In its 12th progress report, published yesterday, the CRO — which was established three and a half years ago to monitor the flow of bank credit to small firms — said the pillar banks continue to lend to low-to-medium risk credit applications. However, CRO head, John Trethowan, said that credit conditions remain tight and appeal requests are rising.
Since its establishment, the CRO has found in favour of 55% of appeals made by firms who feel they were unfairly refused credit by the banks. This, it said, has resulted in €18.5m of credit being made available to SMEs and farms, helping to protect and/or create 1,521 jobs in the process.
Of the new lending levels, reported this year, around 22% have been farm-related. In 2012, 20% of new lending was farm-related.
Mr Trethowan added that, apart from the issue of credit availability, some SMEs are finding disappointing customer service levels at the banks, despite extra staff training and policy changes having been made. He suggested that this could be an added area for the Central Bank to focus on in its review of its code of practice on SME lending.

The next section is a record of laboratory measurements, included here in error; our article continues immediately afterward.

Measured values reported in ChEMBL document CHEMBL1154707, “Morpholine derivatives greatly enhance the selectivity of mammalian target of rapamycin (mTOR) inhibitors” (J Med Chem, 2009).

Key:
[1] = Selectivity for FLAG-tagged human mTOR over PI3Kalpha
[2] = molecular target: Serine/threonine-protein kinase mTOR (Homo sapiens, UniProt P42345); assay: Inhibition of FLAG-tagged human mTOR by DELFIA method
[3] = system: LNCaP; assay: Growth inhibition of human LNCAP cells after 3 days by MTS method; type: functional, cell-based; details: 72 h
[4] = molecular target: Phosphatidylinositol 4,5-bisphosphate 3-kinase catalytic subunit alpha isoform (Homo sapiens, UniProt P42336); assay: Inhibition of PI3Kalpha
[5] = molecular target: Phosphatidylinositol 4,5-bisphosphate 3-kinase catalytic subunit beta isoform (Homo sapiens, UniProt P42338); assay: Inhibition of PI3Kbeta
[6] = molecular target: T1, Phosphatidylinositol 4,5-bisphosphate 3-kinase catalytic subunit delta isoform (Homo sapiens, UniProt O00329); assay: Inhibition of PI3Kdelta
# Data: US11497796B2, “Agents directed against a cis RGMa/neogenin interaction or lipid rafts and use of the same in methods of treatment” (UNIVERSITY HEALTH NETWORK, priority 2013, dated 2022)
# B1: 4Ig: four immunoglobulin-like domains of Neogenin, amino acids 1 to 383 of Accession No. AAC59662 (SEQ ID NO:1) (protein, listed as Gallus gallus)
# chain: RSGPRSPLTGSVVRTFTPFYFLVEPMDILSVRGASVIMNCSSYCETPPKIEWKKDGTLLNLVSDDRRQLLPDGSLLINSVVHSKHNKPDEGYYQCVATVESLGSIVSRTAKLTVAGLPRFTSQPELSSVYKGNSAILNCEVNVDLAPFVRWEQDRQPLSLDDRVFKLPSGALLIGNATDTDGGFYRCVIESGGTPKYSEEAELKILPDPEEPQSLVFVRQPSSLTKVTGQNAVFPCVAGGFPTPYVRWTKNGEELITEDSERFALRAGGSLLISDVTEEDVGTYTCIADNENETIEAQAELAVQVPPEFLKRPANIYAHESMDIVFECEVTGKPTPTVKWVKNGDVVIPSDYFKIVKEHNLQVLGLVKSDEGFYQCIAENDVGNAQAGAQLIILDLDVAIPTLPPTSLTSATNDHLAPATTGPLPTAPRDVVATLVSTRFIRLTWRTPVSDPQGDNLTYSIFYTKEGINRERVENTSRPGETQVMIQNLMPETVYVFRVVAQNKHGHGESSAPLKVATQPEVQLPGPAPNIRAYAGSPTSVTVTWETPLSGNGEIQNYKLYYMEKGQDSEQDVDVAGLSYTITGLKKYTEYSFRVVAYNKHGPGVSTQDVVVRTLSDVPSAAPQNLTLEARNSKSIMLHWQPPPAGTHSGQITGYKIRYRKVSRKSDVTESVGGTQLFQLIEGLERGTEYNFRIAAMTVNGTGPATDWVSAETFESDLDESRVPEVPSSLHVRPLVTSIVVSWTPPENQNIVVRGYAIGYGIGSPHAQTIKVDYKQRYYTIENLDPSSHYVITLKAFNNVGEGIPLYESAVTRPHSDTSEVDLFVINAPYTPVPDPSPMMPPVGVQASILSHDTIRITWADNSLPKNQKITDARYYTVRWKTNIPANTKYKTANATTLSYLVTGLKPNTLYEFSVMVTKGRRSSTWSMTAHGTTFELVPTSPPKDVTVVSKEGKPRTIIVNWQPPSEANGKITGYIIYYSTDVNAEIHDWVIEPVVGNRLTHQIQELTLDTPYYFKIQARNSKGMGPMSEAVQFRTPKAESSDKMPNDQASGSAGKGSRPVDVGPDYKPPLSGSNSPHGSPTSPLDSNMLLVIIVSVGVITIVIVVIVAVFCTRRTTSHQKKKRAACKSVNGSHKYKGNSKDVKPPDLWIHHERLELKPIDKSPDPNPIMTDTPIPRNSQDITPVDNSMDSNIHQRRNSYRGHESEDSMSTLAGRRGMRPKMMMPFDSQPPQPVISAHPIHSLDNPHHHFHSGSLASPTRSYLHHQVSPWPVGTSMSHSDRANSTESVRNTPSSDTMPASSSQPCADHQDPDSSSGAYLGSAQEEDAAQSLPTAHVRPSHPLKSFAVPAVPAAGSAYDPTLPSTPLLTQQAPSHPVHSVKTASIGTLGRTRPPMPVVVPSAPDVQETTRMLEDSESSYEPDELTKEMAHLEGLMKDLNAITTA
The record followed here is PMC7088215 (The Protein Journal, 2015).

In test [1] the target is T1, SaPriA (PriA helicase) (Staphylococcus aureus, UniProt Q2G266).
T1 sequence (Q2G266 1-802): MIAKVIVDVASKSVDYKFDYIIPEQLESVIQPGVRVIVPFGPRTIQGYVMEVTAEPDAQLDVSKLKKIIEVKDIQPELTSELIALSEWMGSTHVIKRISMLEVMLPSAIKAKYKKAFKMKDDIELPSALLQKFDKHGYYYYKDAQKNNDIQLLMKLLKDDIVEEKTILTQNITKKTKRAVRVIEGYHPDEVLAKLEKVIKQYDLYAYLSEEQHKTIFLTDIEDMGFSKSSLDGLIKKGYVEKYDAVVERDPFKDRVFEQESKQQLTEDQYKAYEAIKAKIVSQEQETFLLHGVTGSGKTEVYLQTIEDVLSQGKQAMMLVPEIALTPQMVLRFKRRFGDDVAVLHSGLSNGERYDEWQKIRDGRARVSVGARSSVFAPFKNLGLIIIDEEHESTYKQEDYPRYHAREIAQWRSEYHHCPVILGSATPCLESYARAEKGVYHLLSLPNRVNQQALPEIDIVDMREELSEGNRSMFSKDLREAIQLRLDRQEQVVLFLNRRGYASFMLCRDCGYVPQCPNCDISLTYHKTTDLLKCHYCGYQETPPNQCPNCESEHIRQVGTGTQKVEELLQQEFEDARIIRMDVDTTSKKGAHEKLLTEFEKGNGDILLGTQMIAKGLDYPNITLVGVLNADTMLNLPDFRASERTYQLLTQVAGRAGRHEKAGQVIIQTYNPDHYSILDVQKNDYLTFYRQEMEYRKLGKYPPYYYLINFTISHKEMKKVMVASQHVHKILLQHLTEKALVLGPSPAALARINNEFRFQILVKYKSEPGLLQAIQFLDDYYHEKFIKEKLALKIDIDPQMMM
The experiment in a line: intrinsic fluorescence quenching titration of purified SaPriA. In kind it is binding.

While welcoming the news that the pillar banks are open for business, Small Firms’ Association acting director, Avine McNally, said: “We now need to see them lending to more challenging, but viable, businesses to ensure they can access the credit they require for working capital and investment.
“While lending solutions must be found to allow SMEs deal with their legacy debt, we must ensure that in this process viable business are supported to ensure survival,” she added.
Chambers Ireland, meanwhile, welcomed the news that there is an increased awareness amongst SMEs of the CRO’s role, adding that Government must show strong action to encourage and facilitate further economic growth.
Chambers chief Ian Talbot said the budget should include initiatives to improve the flow of working capital for businesses. He also called for the CRO’s remit to be expanded beyond just the two pillar banks.